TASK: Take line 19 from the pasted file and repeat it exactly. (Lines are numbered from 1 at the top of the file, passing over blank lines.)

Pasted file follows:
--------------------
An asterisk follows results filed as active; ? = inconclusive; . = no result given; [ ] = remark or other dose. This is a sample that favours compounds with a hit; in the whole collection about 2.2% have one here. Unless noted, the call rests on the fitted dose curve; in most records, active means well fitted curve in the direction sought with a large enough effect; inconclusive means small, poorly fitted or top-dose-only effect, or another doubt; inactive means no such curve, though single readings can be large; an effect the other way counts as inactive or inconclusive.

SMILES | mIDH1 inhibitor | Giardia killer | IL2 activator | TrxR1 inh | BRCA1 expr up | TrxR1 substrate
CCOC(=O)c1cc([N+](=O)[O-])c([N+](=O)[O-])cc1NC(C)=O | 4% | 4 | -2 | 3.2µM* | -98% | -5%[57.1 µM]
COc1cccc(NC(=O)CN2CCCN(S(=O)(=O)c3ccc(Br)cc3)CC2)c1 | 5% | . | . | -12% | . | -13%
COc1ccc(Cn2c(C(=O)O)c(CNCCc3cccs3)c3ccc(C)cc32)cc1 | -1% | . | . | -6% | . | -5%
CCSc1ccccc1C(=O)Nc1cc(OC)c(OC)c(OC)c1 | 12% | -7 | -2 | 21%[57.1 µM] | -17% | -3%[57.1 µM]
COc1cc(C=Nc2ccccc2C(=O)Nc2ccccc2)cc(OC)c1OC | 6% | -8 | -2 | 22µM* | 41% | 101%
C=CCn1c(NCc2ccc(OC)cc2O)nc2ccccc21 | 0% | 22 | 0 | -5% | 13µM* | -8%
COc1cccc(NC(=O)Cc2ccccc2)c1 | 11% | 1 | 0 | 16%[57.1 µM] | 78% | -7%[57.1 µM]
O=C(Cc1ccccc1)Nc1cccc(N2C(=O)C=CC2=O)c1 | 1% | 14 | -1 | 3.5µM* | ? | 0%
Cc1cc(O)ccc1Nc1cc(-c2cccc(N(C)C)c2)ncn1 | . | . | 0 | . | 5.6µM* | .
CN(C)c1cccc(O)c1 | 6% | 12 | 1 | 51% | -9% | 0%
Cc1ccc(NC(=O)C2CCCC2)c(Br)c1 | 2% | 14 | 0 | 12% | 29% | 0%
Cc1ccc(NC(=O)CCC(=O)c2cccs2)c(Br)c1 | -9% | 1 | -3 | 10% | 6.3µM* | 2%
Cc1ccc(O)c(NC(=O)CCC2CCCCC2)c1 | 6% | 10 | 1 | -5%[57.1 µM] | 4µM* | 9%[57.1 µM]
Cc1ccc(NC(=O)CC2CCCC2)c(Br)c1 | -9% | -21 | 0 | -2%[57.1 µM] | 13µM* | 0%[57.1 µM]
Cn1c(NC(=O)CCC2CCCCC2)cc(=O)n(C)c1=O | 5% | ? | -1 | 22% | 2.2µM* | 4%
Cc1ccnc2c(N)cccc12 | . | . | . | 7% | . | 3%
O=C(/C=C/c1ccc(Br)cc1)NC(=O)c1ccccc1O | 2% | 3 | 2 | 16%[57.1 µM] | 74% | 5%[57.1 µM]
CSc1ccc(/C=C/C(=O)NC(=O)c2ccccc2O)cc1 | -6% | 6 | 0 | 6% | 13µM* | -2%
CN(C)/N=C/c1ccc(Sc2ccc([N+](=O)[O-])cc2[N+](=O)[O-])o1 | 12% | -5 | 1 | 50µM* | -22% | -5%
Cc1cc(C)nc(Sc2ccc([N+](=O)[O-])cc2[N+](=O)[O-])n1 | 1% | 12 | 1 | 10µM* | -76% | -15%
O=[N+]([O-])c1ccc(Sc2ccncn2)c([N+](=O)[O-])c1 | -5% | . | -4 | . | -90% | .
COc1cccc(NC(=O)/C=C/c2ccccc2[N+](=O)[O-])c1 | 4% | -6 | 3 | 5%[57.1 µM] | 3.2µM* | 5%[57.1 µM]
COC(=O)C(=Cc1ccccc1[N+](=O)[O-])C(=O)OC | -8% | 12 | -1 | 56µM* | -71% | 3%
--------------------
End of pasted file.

O=C(/C=C/c1ccc(Br)cc1)NC(=O)c1ccccc1O | 2% | 3 | 2 | 16%[57.1 µM] | 74% | 5%[57.1 µM]